China currently produces more than 1 billion tons of crude steel annually, which is more than half of the world’s steel production. The dominance of the coal-based blast furnaces-basic oxygen furnace (BF–BOF) method in the Chinese steel sector, along with its large scale, presents significant challenges for decarbonisation efforts. Coal is burned to strip oxygen from the iron ore and this process generates substantial carbon emissions. The low carbon transition of the Chinese steel sector is essential for China’s carbon neutrality target by 2060, as well as for decarbonising the global steel sector. Deep decarbonisation would require substantial investments in zero-emission steelmaking technologies, as well as the early retirement of carbon-intensive facilities yet the sector’s persistent overcapacity and thin profitability is complicating the transition to cleaner steelmaking methods.
The Center for Research on Energy and Clean Air (CREA)’s latest briefing on the steel sector in China reveals that China’s crude steel output has declined since 2021 due to output control by the government and the decline in downstream demand. However, new investments in iron and steelmaking capacity have so far not adjusted to the new reality. The expansion of the Chinese steel industry demonstrates a close correlation with the nation’s economic development. Excessive investments have persistently inundated the industry, transforming the customary cyclical and short-term overcapacity situation into a protracted and persistent overcapacity issue, referred to as structural overcapacity.
The consequences of this overcapacity significantly impact the sector’s profitability because steel firms find it challenging to operate sustainably at levels below approximately 80% capacity utilisation.
There is an urgent need to align investments in new production capacity in the steel sector with the goal of peaking and reducing CO2 emissions before 2025.
- Chinese steel firms are making significant investments in new, coal-based steelmaking capacity. Companies received approvals from provincial governments for 384.3 million tonnes per annum (Mtpa) of new ironmaking capacity, and 425.9 Mtpa new steelmaking capacity from 2017 until the first half of 2023. On average, approximately 30 Mtpa steelmaking capacity was approved every six months, which is almost equal to the total steel capacity of Germany. These new approvals are under the capacity replacement policy, which requires a larger quantity of existing capacity to be retired for all new capacity that is added.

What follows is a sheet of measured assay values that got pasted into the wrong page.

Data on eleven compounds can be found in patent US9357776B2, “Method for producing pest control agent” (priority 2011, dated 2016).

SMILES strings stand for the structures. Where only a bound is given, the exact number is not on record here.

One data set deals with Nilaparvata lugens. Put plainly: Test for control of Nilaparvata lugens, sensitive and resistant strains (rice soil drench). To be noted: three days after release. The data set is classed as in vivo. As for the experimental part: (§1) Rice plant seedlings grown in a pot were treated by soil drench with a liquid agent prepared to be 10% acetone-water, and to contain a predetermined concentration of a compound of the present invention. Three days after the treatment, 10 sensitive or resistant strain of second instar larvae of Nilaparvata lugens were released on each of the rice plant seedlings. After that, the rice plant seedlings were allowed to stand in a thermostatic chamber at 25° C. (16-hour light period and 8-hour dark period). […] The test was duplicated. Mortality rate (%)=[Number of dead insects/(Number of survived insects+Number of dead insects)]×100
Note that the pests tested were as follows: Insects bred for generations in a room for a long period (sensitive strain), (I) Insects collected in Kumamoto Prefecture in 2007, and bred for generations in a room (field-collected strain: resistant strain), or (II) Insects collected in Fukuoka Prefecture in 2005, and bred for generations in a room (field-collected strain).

- Approximately 90% of crude steel production in China is using coal-based blast furnace–basic oxygen furnace (BF–BOF) routes, wherein coal is used to extract oxygen from iron ore in BF. This method generates significant carbon emissions, thereby contributing substantially to the high carbon emission intensity in China’s steel sector. However, new iron and steel capacity is continuously dominated by the BF–BOF route. Blast furnaces (BF) account for about 99% of the new ironmaking capacity and basic oxygen furnaces (BOF) account for 70% of the new steelmaking capacity approved in 2017–2023 H1. That is to say, at least one-quarter of China’s existing steelmaking capacity has been renewed to further lock in carbon intensive production during their 40-year lifespan.
- In spite of the ‘dual carbon’ goal pledge announced in 2020, during 2021–2023 H1 there was a total 119.8 Mtpa BF and 76.6 Mtpa BOF approved. To meet the 2060 carbon neutrality goal requires early retirement of carbon-intensive steelmaking facilities. Therefore, the new BF–BOF approved after 2020 alone would result in nearly USD 100 billion (CNY 700 billion) in stranded assets.
- We also saw promising progress on shifting investments into facilities that are less carbon-intensive. New proposed electric arc furnace (EAF) projects significantly increased in 2021–2023 H1, with a total capacity of 52.5 Mtpa approved. EAF steelmaking is promoted under the latest capacity replacement policy. The share of EAF in the newly announced steelmaking capacity grew to 30-40% from 2021. Several non-BF projects with a total capacity of 4.7 Mtpa, applying incremental technology or zero-emission technology in the ironmaking process also received approval.
- By 2025, nearly all new permitted iron and steel projects will commence operations. Through these replacements, approximately 40% of China’s iron and steelmaking capacity will be renewed. China’s steel capacity replacement policy requires steel firms to present both “exit” capacity and “addition” capacity in the capacity replacement application. The exit capacity needs to be larger or equal to the addition capacity, which could ensure a net capacity reduction. However, in practice, effective operating capacity might increase, worsening the excess supply in the market. This is because some of the “exit” iron and steelmaking facilities have remained idle for years, and even though they are not a part of currently effective operating capacity, steel companies use these idle capacities as allocation to apply for new capacity approvals under the capacity replacement policy. In this case, when the new facilities commerce operation, the effective operating capacity will exhibit a net increase.
- The majority, specifically 69%, of the new iron and steel projects development are spearheaded by private steel enterprises, followed by regional state-owned enterprises and central state-owned enterprises, accounting for 26% and 5%, respectively.
- Include the steel sector in China’s emissions trading system (ETS) within the 14th five-year-plan period, and the emissions trading system should shift from an intensity-based allocation to an absolute cap.
- Limit new investments in blast furnace capacity and speed up the adoption of electric arc furnaces and hydrogen-based steelmaking technology, to peak CO2 emissions from the iron and steel sector before 2025.